Category Archives: Cool Cooking Techniques

Cornish Game Hen Soup — To Sooth and Satisfy

Cornish game hen in a total comfort dish.
Cornish game hen in a total comfort dish.

Our fickle spring weather may be warm one day, and chilly the next. But this is one recipe to keep handy whenever you need a restorative slurp that’s like a great big hug in a bowl.

“Cornish Game Hen Soup” is all that, and straightforward to make, too.

It’s from the new “Korean American” (Clarkson Potter), of which I received a review copy, by the gifted New York Times staff food writer Eric Kim.

In this wonderful cookbook, Kim tells the story of being born to Korean immigrant parents trying to make a new life in an Atlanta suburb, where there was no Korean grocery to be found. So, his mother, whom he frustratingly says never measures anything nor ever gives out an entire recipe willingly, adapted and made do. The Korean home-cooking he grew up on was not necessarily completely traditional food, but a delicious amalgamation of cultures and countries flavored with unmistakable can-do spirit.

With bright technicolor photos, the book brings to life his bold, playful, and comforting dishes such as “Creamy Butatini with Roasted Seaweed,” “Meatloaf-Glazed Kalbi with Gamja Salad,” “Kimchi Sandwiches,” and “No-Churn Ice Cream with Dalgona Butterscotch Sauce.”

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Dorie Greenspan’s Chunky Lemon Cornmeal Cake (With Sumac)

Sumac and fresh lemons used two ways give this loaf cake a wonderful citrusy lift.
Sumac and fresh lemons used two ways give this loaf cake a wonderful citrusy lift.

At first glance, you might think this lovely lemon loaf cake also has poppy seeds.

But those tiny dark red specs are actually ground sumac berries.

Yes, the Middle Eastern spice that’s typically used in savory preparations goes for a sweet spin here instead.

And to great effect.

“Chunky Lemon Cornmeal Cake” is from the one and only Dorie Greenspan, the James Beard Award-winning cookbook author and baker extraordinaire. It’s from her latest cookbook, “Baking with Dorie” (Houghton Mifflin Harcourt, 2021), of which I received a review copy.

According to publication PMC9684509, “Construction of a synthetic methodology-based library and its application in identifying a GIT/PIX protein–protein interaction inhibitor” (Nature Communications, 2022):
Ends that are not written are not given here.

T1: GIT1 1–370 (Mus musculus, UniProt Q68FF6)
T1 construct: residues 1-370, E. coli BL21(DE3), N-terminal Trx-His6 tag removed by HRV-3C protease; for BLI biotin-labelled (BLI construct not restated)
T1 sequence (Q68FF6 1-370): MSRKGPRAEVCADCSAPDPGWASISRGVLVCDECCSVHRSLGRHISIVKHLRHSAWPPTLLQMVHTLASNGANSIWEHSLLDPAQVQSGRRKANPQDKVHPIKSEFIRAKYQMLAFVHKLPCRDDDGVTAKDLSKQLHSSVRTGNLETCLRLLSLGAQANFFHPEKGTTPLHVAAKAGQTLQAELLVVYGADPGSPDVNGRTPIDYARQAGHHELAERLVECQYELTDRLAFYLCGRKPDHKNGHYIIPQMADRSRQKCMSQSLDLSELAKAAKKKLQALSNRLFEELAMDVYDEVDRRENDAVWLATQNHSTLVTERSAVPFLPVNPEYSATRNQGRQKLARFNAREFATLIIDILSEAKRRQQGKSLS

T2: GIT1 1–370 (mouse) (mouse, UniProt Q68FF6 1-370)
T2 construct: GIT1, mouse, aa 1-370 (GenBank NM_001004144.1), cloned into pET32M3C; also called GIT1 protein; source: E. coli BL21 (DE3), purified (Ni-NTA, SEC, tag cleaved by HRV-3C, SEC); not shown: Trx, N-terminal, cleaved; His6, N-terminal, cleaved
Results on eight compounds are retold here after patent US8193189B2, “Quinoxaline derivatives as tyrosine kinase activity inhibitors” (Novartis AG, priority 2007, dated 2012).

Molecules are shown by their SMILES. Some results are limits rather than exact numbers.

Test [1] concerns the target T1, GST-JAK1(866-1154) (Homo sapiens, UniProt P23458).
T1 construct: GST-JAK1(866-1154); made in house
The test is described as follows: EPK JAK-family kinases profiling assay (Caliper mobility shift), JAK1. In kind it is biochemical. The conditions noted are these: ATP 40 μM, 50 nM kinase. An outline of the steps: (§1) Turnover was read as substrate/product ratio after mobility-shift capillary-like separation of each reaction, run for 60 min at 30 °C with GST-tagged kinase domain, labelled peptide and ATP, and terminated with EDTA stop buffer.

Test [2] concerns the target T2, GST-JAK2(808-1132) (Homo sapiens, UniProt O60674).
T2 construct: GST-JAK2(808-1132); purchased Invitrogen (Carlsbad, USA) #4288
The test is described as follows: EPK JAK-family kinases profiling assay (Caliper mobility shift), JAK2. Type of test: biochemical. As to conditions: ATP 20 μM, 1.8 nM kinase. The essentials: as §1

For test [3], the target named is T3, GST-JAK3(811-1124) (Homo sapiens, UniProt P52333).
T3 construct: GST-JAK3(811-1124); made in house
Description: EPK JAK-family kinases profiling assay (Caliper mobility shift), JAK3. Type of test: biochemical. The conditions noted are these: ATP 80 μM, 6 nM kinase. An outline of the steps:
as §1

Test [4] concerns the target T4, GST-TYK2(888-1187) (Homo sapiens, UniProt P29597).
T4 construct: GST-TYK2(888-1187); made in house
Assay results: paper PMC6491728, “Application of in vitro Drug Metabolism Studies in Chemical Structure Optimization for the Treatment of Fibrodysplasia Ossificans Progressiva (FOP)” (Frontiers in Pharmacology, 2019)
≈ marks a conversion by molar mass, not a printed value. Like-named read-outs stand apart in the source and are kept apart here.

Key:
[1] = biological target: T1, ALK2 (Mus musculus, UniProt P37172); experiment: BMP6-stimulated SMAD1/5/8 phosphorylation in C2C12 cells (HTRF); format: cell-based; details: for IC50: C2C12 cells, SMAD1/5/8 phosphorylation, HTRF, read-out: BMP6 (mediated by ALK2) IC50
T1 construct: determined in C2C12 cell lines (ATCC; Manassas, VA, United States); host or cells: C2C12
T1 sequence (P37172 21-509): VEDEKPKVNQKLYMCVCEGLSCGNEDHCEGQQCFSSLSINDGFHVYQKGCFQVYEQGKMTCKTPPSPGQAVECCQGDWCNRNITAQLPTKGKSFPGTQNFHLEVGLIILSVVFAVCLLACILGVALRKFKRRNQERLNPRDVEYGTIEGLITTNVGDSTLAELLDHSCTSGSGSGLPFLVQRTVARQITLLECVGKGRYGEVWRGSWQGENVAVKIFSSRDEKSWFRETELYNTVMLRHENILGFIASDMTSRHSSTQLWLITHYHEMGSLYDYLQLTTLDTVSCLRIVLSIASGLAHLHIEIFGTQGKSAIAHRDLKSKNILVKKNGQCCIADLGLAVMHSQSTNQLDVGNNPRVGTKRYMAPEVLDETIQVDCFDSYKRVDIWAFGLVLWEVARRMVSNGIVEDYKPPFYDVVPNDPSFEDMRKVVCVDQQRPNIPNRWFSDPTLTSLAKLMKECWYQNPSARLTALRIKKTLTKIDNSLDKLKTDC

Pick up a copy and no doubt you’ll be running to turn on the oven to bake temptations such as “Miso-Maple Loaf,” “Lemon Meringue Layer Cake,” “Lick-the-Pot Chocolate Pudding Pie,” and “Coffee Shortbread.”

With its tangy, floral, and citrusy notes, sumac is a natural for baking, so it’s a wonder that it’s not widely used that way already.

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A Yogurt Cake — That’s Almost All Yogurt

Would you believe there's only 3 tablespoons of flour in this yogurt cake?
Would you believe there’s only 3 tablespoons of flour in this yogurt cake?

I’ve made many a yogurt cake — but never one that was nearly all yogurt and only a smidge of flour.

This “Yogurt Cake” is so different.

Rather than yogurt being a mere supporting ingredient to give the cake extra moistness, it is the star here in abundance, creating a light, fluffy texture almost like an airy, crustless cheesecake.

The recipe is from “Claudia Roden’s Mediterranean” (Ten Speed Press, 2021), of which I received a review copy.

The incomparable cookbook writer, who was born in Egypt and now lives in the United Kingdom, has been chronicling Middle Eastern cuisines for decades, and educating all of our palates along the way.

Her latest cookbook showcases the classics she loves to prepare for friends and family, which are imbued with the flavors of Provence, Cairo, Sicily, Morocco and beyond.

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The Only Beef with Broccoli Recipe You’ll Ever Need

Without a doubt, the best beef with broccoli I've ever had.
Without a doubt, the best beef with broccoli I’ve ever had.

True confession: I’ve never been much of a fan of beef with broccoli.

Maybe it’s because I’ve dug into too many dishes of it at Chinese lunch buffets or banquet gatherings that were just so mundane and mediocre, with gloppy, over-cornstarched sauce glueing everything together.

There’s never been a version that’s been memorable and exciting.

Until now.

And of course, it would be created by food scientist, cooking savant, and James Beard Award-winning cookbook author, J. Kenji Lopez-Alt.

If you are an avid stir-fry enthusiast already or a beginner picking up a wok for the very first time, you owe it to yourself to get a copy of his new The Wok: Recipes and Techniques” (W.W. Norton & Company), of which I received a review copy.

It will change how you stir-fry. It will change your life.

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Preserved Apple Cores — Yes, It’s A Thing

Roast chicken that gets marinated in not just preserved lemons, but preserved apple cores, too.
Roast chicken that gets marinated in not just preserved lemons, but preserved apple cores, too.

Admittedly, I love all things Danish — the timeless architecture, the clean-lined furniture, and the haunting murder-mystery thrillers.

And of course, the food.

So, when a review copy of “Nordic Family Kitchen” (Prestel, 2021) landed on my porch, I found myself beyond intrigued.

The book is by Mikkel Karstad, a Danish chef who cooked for years at world-renowned Noma in Copenhagen.

The book features 73 recipes that espouse Karstad’s eco-conscious sensibilities that prize foraged, home-grown and good-for-you ingredients in dishes such as “Seaweed Flatbread with Sea Salt, Herbs, Flowers, and Olive Oil,” “Elderflower Lemonade with Herbs,” “Pickled Chanterelles with Spruce, Apple, and Shallots,” and “Rhubarb and Marzipan Cake.”

All it takes is salt -- and time -- to make preserved apple cores.
All it takes is salt — and time — to make preserved apple cores.

Now, I’ve salt-preserved lemons for years. But apple cores?

That was a new one on me.

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